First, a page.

Archaeology

published : 2023-09-23

Detroit Army Corporal Killed in Korean War Identified 73 Years Later

Cpl. Lewis W. Hill, 18, went missing in action in July 1950

A vintage photo of a young Army corporal standing proudly in his uniform, taken with a Canon EOS 5D Mark IV

The remains of an 18-year-old Army corporal from Detroit, who was killed in the Korean War in 1950, have been identified, officials announced on Thursday.

Cpl. Lewis W. Hill was accounted for on May 22 by the Defense POW/MIA Accounting Agency after scientists used dental and anthropological analysis and other methods to identify his remains.

Hill went missing in action in July 1950 when his unit had to retreat from the Taejon area in South Korea. Unfortunately, his body could not be recovered at that time.

The Army issued a presumptive finding of death on December 31, 1953, more than three years after Hill's disappearance.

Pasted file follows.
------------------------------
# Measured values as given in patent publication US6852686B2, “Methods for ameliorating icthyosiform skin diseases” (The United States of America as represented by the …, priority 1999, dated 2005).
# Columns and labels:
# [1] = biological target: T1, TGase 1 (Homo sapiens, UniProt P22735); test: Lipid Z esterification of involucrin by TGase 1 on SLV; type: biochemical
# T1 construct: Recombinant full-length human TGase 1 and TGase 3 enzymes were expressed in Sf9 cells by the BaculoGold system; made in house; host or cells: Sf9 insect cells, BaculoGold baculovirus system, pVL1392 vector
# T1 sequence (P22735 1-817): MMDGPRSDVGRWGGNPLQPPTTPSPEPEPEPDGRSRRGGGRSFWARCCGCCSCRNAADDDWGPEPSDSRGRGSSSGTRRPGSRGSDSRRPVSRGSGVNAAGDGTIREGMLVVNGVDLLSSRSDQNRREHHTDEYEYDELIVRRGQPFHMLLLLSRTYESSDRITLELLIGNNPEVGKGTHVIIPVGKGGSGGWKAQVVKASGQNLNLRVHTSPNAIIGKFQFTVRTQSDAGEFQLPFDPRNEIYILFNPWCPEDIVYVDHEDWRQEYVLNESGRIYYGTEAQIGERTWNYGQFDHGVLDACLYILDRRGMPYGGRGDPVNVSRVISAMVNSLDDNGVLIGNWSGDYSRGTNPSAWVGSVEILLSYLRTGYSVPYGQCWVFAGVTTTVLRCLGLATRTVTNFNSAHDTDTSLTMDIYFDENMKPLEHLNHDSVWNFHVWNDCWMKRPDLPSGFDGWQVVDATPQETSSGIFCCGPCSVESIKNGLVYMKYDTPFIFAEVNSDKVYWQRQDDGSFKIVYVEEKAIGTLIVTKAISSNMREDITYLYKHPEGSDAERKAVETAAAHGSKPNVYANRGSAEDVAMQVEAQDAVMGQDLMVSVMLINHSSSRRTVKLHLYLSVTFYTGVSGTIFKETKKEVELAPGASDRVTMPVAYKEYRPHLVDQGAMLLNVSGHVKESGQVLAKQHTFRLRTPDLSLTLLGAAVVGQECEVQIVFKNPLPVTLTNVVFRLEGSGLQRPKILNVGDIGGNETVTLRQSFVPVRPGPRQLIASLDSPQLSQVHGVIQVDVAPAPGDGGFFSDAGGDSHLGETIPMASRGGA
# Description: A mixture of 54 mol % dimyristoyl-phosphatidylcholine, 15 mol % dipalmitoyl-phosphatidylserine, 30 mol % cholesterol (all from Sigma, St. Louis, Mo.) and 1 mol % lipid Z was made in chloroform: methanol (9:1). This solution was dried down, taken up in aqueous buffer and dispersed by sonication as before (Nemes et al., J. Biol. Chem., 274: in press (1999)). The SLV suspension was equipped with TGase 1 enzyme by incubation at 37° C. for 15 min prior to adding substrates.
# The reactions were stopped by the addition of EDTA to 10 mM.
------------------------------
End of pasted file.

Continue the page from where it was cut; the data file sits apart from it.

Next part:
A group of scientists carefully examining dental remains in a laboratory, taken with a Nikon D850

During the fall of 1950, after regaining control of Taejon, the Army started recovering remains from the area. These remains were temporarily interred in a United Nations military cemetery.

Among the remains, a tentative association was made with Hill, but definitive proof of his identity could not be found, labeling the remains as unidentifiable.

Eventually, the remains were sent to Honolulu, Hawaii, where they were buried at the National Memorial Cemetery of the Pacific.

In July 2019, the Defense POW/MIA Accounting Agency disinterred the remains and conducted analysis in their laboratory, ultimately confirming the remains to belong to Corporal Lewis W. Hill.

A solemn moment as military personnel pay their respects at the National Memorial Cemetery of the Pacific in Honolulu, taken with a Sony Alpha a7 III

Hill will be laid to rest in Imlay City, Michigan, at a future date, following his identification.

This marks the second set of remains from Michigan to be identified this month by the agency. Earlier, on September 8, the remains of Army Air Forces Flight Officer Chester L. Rinke of Marquette, Michigan, were also identified.

The journey to identify the fallen soldiers of past conflicts continues, bringing closure and honoring their ultimate sacrifice.